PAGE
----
> Can I get your recipe? Anchovies and rosemary sound interesting.


At this point it's not a written-down recipe. Here's my best memory of
how to make it:

Brown some chicken pieces in a little olive oil in the cast iron dutch
oven.
Remove and reserve the chicken.
Caramelize some sliced onions, and toss in whatever mushrooms, peppers,
etc. you want in it.
Remove and reserve the veggies.
Put in a little more olive oil.
Add a couple of big cloves of garlic, smashed and minced.
Chop one can of anchovies and add them.
Toss in a lot of rosemary.
Scrape in a small can of tomato paste.
Cook up the lot a bit.
Add the chicken back in, turning them in the flavorful
garlic/anchovy/rosemary/tomato paste goop, and plop the veggies on top
of the chicken.
Pour in some chicken stock.
Cover tightly.
Turn down heat and let it cook slowly for about an hour or so. Uncover
and turn the chicken pieces about 1/2 way in. Recover.
Remove chicken pieces. Bone and return the meat to the pan. If you
added too much chicken stock earlier, let the veggies, etc. reduce a
bit, uncovered, while you're waiting for the chicken to cool for
deboning.

Because of the anchovies, you will likely not need to add any salt, but
I might grind some pepper onto the garlic/anch/rose/tom stuff, too.

Enjoy.

PP
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Default I Love Anchovies! I'll Bet You Think You Don't Love Anchovies But You Do, Too

In article >,
Nick Cramer > wrote:

> Marinara Sauce:
>
> 1/4 cup olive oil
> 8 cloves garlic, chopped
> 1 tsp chopped fresh parsley
> 2 Tbs chopped fresh basil
> 1 Tbs oregano
> 1 or 2 bay leaves
> teaspoon crushed red pepper flakes
> 2 (28-ounce) cans whole Italian tomatoes (San Marzano type recommended)
> 1/4 cup tomato paste


You don't put onions in your red sauce?

PP
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Default I Love Anchovies! I'll Bet You Think You Don't Love Anchovies But You Do, Too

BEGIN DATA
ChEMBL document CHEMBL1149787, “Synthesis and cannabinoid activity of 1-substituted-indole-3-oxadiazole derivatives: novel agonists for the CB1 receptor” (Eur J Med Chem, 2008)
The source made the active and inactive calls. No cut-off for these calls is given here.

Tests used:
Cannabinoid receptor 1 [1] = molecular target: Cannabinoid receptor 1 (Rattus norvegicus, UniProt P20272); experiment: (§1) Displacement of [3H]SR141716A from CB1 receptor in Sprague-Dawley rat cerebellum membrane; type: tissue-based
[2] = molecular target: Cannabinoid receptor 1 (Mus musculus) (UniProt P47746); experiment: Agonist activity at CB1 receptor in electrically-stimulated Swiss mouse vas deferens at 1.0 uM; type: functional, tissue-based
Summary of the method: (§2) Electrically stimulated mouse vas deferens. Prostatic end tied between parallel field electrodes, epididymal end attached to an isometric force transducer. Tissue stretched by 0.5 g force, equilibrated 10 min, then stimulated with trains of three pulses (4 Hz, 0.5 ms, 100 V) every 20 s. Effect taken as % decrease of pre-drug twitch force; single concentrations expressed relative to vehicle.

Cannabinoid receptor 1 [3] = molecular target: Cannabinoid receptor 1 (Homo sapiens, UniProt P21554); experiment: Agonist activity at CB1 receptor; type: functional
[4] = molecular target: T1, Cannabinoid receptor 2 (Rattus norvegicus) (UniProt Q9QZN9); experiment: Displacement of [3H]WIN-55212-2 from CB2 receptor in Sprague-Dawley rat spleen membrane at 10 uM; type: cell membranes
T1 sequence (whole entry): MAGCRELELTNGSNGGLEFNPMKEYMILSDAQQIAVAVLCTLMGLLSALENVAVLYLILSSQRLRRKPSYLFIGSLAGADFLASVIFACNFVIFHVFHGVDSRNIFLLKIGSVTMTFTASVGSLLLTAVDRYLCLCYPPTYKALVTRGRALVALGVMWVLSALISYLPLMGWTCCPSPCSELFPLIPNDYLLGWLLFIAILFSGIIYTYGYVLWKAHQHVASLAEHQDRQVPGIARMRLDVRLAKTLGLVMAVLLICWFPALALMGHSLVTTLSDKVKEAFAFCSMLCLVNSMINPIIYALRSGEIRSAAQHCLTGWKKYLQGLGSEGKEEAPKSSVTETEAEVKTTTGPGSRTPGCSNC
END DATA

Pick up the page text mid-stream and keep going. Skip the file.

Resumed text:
Peppermint Patootie > wrote:
> Nick Cramer > wrote:
> > Peppermint Patootie > wrote:
> > > "Jacquie" > wrote:
> > >
> > > > I don't like anchovies on their own...but I used to use an Italian
> > > > Dressing that had anchovies in it and I thing that is probably what
> > > > made it taste better than those other bottled dressings .

> >
> > > When I first made chicken cacciatore, back when I was in high school,
> > > I used a recipe that included anchovies. Now I always put anchovies
> > > in it, plus a lot of rosemary. It doesn't taste right without.

> >
> > Can I get your recipe? Anchovies and rosemary sound interesting.

>
> At this point it's not a written-down recipe. Here's my best memory of
> how to make it:

[ . . . ]

Sounds great! Thanks.

--
Nick, KI6VAV. Support severely wounded and disabled Veterans and their
families: https://www.woundedwarriorproject.org/ Thank a Veteran!
Support Our Troops: http://anymarine.com/ You are not forgotten.
Thanks ! ! ~Semper Fi~ USMC 1365061
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Default I Love Anchovies! I'll Bet You Think You Don't Love Anchovies But You Do, Too

Peppermint Patootie > wrote:
> Nick Cramer > wrote:
>
> > Marinara Sauce:
> >
> > 1/4 cup olive oil
> > 8 cloves garlic, chopped
> > 1 tsp chopped fresh parsley
> > 2 Tbs chopped fresh basil
> > 1 Tbs oregano
> > 1 or 2 bay leaves
> > teaspoon crushed red pepper flakes
> > 2 (28-ounce) cans whole Italian tomatoes (San Marzano type recommended)
> > 1/4 cup tomato paste

>
> You don't put onions in your red sauce?


Onion is in the "Chicken" part of the recipe.

--
Nick, KI6VAV. Support severely wounded and disabled Veterans and their
families: https://www.woundedwarriorproject.org/ Thank a Veteran!
Support Our Troops: http://anymarine.com/ You are not forgotten.
Thanks ! ! ~Semper Fi~ USMC 1365061
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Default I Love Anchovies! I'll Bet You Think You Don't Love Anchovies But You Do, Too

On Sat, 29 May 2010 11:25:09 -0400, Peppermint Patootie
> wrote:

>Toss in a lot of rosemary.


Fresh, or dried, Priscilla?

That's my kind of recipe, btw, I love that kind of free-form
instructions

Nicky.
T2 dx 05/04 + underactive thyroid
D&E, 150ug thyroxine
Last A1c 5.2% BMI 26


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Default I Love Anchovies! I'll Bet You Think You Don't Love Anchovies But You Do, Too

In article >,
Nicky > wrote:

> On Sat, 29 May 2010 11:25:09 -0400, Peppermint Patootie
> > wrote:
>
> >Toss in a lot of rosemary.

>
> Fresh, or dried, Priscilla?


Whatever you have. I had fresh rosemary in the garden when I made this
last, but the plants weren't very big yet, so I used dried.

> That's my kind of recipe, btw, I love that kind of free-form
> instructions


Great! With the 1/2 teaspoon of this and 2 T of that recipes I have to
sort of turn the instructions into visualizations before I proceed.

PP